Monday, December 16, 2013

Book Roundup 2013

One year ago, I wrote a post on the books I had read since graduating college until that point. With this post, I begin a tradition of listing the books read each year, partly to keep track of what I have read, and partly to introduce some of my all-time favorite books from the year to you the readers. I’d love to hear your feedback on which of these books you have read, and what you thought of them!

Some of you may know that I keep a growing Word document with titles of books I hope to read (and I always welcome recommendations to add to the document!!). When I tackle a new book, I type in the dates I begin and end the book, and then write down my thoughts on the book. In this small way, I continue to be an English major.

The list is not nearly as extensive as last year’s list. I determinedly slogged through The Brothers Karamazov for two months, and although it was difficult, I am glad I took the time. Then when I moved to the East Coast, I felt the need to read old familiar favorites, and so I reread The Chronicles of Narnia series and the A Song of Ice and Fire series, and the latter took four months to complete.

Without further ado, here is the list:

Anathem ~ Neal Stephenson
And The Mountains Echoed ~ Khaled Hosseini
The Art of Racing in the Rain ~ Garth Stein
Behind the Beautiful Forevers ~ Katherine Boo
Beloved ~ Toni Morrison
Blue Like Jazz ~ Donald Miller
The Brothers Karamazov ~ Fyodor Dostoyevsky
The Catcher in the Rye ~ J.D. Salinger
Dune ~ Frank Herbert
The Hedge Knight: A Tale of the Seven Kingdoms ~ George R.R. Martin
The Irresistible Revolution ~ Shane Claiborne
The Killer Angels ~ Michael Sharra
Midnight’s Children ~ Salman Rushdie
The Mystery Knight: A Tale of the Seven Kingdoms ~ George R.R. Martin
On the Road ~ Jack Kerouac
Reading Lolita in Tehran ~ Azar Nafisi
The Silmarillion ~ J.R.R. Tolkien
Stardust ~ Neil Gaiman
Sweet Thursday ~ John Steinbeck
The Sworn Sword: A Tale of the Seven Kingdoms ~ George R.R. Martin
You Can't Say You Can't Play ~ Vivian Gussin Paley


A Song of Ice and Fire Series by George R.R. Martin
The Harry Potter Series by J.K. Rowling
The Chronicles of Narnia Series by C.S. Lewis

Side note: Should I also change my name to initials to write an epic, classic series?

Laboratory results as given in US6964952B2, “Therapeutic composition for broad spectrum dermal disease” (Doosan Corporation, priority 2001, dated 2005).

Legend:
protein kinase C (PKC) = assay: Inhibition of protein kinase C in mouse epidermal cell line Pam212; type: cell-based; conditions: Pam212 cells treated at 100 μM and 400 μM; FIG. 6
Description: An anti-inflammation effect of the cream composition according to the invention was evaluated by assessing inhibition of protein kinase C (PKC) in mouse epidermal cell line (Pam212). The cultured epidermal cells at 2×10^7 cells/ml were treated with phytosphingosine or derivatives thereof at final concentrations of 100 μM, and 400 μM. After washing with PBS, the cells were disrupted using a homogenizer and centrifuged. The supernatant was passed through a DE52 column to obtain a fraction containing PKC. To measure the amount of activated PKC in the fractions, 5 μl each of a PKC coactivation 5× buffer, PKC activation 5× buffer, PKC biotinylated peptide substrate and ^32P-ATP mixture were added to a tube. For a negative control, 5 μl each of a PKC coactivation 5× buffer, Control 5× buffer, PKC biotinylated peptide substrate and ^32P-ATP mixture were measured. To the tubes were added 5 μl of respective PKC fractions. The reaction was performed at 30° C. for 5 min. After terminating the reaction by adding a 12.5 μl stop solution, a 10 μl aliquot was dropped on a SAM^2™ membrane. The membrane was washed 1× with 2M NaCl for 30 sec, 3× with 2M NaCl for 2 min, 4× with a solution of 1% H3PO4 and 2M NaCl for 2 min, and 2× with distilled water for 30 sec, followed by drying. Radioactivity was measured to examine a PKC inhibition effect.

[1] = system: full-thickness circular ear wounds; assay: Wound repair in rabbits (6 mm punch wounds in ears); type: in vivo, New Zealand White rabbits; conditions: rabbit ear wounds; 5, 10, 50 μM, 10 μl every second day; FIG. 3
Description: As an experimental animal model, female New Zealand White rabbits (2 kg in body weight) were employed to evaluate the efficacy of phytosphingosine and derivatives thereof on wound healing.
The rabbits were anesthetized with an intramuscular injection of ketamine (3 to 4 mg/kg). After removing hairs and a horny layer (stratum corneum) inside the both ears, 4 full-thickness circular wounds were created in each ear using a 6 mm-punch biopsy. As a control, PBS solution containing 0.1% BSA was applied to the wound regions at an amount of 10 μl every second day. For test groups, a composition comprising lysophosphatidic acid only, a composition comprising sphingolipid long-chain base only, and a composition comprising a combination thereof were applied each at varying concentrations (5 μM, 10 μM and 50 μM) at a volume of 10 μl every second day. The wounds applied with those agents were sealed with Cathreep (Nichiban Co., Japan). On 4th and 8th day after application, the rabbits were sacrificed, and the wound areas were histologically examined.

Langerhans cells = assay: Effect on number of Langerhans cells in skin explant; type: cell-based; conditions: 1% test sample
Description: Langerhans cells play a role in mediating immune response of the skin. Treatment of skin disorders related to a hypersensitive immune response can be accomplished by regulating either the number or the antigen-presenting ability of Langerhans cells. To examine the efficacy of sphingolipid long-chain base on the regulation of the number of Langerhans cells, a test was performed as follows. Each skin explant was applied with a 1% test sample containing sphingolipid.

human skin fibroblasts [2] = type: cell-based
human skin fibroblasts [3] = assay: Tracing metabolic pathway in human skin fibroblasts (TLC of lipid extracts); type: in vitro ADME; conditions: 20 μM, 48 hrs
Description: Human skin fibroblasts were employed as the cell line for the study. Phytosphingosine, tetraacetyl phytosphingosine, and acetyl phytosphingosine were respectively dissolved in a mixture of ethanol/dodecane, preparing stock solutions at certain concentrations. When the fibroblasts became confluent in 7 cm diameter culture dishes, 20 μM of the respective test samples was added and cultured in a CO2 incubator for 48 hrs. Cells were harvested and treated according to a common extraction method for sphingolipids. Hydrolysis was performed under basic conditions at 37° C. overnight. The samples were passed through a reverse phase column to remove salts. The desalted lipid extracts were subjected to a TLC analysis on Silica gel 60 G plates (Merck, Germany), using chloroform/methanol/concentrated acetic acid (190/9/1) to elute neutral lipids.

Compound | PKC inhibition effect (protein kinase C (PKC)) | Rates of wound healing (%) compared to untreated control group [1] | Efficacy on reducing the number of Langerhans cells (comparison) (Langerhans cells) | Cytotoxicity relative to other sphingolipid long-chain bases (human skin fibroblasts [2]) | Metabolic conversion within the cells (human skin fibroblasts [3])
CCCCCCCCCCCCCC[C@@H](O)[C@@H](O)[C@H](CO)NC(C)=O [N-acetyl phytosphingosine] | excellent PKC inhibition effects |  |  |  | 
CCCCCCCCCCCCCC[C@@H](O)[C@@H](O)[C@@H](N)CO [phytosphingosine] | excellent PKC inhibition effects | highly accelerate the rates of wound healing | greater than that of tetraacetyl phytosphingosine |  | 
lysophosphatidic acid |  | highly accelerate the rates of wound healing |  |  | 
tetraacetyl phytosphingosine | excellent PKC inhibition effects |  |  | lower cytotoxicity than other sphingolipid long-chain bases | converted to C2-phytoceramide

This year, I’ll make a Top 5 list as I did not read as many books as last year. In no particular order (and not including the series’):

1. Anathem
2. Reading Lolita in Tehran
3. The Silmarillion
4. The Irresistible Revolution
5. Midnight’s Children

All of these books blew me away in radical ways. I heartily recommend all of them.

This year, only one book makes the dislike list! That book is The Catcher in the Rye, and yes, I know it’s a classic and many fans of the novel will be upset by this admission. If you read my list last year, you know I try to appreciate every book I encounter, but I had a hard time appreciating The Catcher in the Rye. The writing was very raw and revealed the searching yet lost mind of the main character, which can be a gripping method to tell a story, yet ultimately I felt that the novel did not give birth to any element of worth or beauty. Sorry, everyone. That’s how I honestly felt.

Each title is linked to distinct memories of a specific point in my life this past year, so reviewing this list was like traveling through time. I started The Silmarillion while waiting for our Peace Corps interview, only to find out later that day that Aaron had been accepted into grad school. What a surreal day! I read The Irresistible Revolution over Easter Weekend. I remember finishing Behind the Beautiful Forevers by the outdoor fire pit at one of my favorite coffee shops in Santa Barbara. Blue Like Jazz was read almost entirely in one evening, in my friend’s living room, where a few months later I spent the night before I left Santa Barbara, trying to finish The Killer Angels before I had to return it to the library. It’s been a year of transition and bittersweet memories, and remembering the feelings that accompany these titles remind me how grateful I am for the life lived this year.

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